Myanmar Government, Kachin Rebels to Hold Top-Level Peace Talks
Radio Free Asia, 17 Sep 2013
Myanmar’s Kachin rebel leaders have agreed to meet with top government peace negotiators next month in a bid to forge a cease-fire agreement that could pave the way for a nationwide peace accord encompassing all of the country’s armed ethnic groups, negotiation committee members said Tuesday.
The talks will be the first at the central level since a landmark meeting in May and come as the government scrambles to achieve a comprehensive peace agreement by October.
Members of the technical teams of peace negotiators from the Kachin Independence Organization (KIO) and the government approved plans for the talks during the second day of their meeting in the Kachin state capital Myitkyina, said Hla Maung Shwe, an adviser for the government-affiliated Myanmar Peace Center.
“Both the KIO side and the government side want to hold the next discussion in October, so it is likely [it will] be held in the first week of October after leaders of both sides approve doing so,” he told RFA’s Myanmar Service.
Aside from the next meeting, the technical teams also discussed efforts to cope with those displaced by the two-year conflict and plans for a joint committee to monitor clashes, he said.
In October, the two sides will also aim for an agreement on maps delineating areas controlled by government and rebel troops, KIO technical team spokesman Daung Kha told RFA after Tuesday’s meeting.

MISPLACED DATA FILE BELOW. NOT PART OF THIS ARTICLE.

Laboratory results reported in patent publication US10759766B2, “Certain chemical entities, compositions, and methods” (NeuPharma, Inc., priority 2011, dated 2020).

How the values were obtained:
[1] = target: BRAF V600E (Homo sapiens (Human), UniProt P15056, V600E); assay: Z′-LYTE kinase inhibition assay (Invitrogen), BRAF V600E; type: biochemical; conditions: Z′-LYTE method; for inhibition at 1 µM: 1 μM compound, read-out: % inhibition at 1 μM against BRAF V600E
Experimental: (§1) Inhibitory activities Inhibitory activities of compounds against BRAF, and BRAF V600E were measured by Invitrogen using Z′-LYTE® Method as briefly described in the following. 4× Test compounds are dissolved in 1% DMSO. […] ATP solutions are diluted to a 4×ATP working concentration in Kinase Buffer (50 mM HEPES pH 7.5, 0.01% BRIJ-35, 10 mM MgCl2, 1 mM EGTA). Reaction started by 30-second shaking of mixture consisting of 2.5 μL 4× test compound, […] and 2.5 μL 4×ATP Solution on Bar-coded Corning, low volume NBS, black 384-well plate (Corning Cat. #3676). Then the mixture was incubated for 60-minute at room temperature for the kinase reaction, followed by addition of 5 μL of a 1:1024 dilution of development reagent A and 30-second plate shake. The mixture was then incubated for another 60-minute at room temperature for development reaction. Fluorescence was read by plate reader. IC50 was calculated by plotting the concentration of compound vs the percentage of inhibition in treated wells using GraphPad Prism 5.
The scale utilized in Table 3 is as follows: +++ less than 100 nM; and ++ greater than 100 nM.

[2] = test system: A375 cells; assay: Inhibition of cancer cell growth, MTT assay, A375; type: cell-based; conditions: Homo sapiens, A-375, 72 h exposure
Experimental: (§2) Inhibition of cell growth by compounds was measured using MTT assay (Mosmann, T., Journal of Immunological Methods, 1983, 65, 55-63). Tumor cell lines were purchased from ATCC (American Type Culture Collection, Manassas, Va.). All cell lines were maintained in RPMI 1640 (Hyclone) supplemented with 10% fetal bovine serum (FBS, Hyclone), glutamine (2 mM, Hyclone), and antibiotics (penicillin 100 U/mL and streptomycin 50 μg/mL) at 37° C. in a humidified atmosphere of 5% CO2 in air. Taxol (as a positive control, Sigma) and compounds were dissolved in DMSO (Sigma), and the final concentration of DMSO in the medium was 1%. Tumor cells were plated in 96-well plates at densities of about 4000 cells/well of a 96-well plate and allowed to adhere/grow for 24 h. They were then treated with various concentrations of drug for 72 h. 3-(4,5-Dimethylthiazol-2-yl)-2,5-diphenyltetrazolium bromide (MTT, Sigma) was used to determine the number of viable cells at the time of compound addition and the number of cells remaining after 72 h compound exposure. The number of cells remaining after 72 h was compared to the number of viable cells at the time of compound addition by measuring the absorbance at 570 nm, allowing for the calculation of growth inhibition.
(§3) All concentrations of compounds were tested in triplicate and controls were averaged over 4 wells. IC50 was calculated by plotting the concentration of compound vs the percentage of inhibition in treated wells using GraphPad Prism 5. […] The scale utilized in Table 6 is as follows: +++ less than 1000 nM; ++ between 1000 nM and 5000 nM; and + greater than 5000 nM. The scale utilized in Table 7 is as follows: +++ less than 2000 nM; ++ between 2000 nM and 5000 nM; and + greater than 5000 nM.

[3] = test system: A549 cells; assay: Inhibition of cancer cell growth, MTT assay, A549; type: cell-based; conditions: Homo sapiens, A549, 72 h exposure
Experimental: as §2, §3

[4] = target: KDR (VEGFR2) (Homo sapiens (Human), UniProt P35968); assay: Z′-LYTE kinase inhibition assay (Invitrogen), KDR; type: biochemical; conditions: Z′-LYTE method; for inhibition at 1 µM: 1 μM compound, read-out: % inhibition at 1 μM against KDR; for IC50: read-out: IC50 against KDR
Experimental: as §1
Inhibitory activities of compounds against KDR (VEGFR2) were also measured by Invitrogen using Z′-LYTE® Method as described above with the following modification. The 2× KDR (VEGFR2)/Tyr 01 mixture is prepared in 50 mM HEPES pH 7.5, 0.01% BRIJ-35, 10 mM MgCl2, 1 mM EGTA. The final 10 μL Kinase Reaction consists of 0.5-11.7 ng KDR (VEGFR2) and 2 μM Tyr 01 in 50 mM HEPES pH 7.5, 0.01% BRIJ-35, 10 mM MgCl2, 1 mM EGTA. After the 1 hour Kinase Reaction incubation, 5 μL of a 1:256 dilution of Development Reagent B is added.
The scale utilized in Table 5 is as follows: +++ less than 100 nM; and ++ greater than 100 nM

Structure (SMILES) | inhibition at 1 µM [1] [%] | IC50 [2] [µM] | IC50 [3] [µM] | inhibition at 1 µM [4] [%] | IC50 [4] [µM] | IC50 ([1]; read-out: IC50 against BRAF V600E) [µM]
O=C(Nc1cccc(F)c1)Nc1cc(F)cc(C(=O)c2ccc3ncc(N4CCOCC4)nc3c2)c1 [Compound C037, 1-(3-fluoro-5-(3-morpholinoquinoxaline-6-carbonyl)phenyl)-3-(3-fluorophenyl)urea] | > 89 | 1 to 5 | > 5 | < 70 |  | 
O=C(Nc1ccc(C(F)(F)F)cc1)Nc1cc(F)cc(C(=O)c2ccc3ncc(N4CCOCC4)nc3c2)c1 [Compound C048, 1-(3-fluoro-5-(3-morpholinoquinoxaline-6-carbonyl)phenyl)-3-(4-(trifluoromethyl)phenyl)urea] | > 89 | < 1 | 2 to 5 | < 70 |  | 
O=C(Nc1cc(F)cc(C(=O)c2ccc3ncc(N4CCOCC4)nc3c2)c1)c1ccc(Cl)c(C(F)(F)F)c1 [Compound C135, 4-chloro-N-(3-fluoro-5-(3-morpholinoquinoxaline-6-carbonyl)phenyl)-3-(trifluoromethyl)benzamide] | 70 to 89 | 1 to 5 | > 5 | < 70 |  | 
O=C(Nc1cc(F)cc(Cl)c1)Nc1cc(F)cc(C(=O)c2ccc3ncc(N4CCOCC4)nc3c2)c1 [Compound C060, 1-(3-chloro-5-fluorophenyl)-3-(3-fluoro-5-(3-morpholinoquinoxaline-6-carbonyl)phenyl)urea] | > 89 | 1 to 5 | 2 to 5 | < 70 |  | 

The KIO, a member of the key United Nationalities Federal Council (UNFC) rebel alliance, is the only major armed ethnic group that has not yet signed a cease-fire pact with the government.
Short of a cease-fire
The two sides signed an agreement in May to reduce violence between their respective forces and create a framework for future negotiations, but the pact fell short of a full cease-fire.
The government has said since earlier this year that it wants to have the comprehensive truce after it reaches accords with each of the country’s 16 ethnic rebel groups individually, and the UNFC, which includes 11 of those groups, has indicated that the peace process cannot move forward until the Kachin reach an accord with the government.
A 1994 cease-fire agreement signed between the KIO’s military wing, which has an estimated 10,000 fighters, broke down when fighting erupted in June 2011.
More than 100,000 people have been displaced in the deadly violence since then, which has overshadowed the reforms Myanmar has undertaken as it emerges from decades of military misrule.
In December, the military’s use of air strikes against the Kachin rebels caused an international outcry, and ongoing skirmishes have been reported in recent months.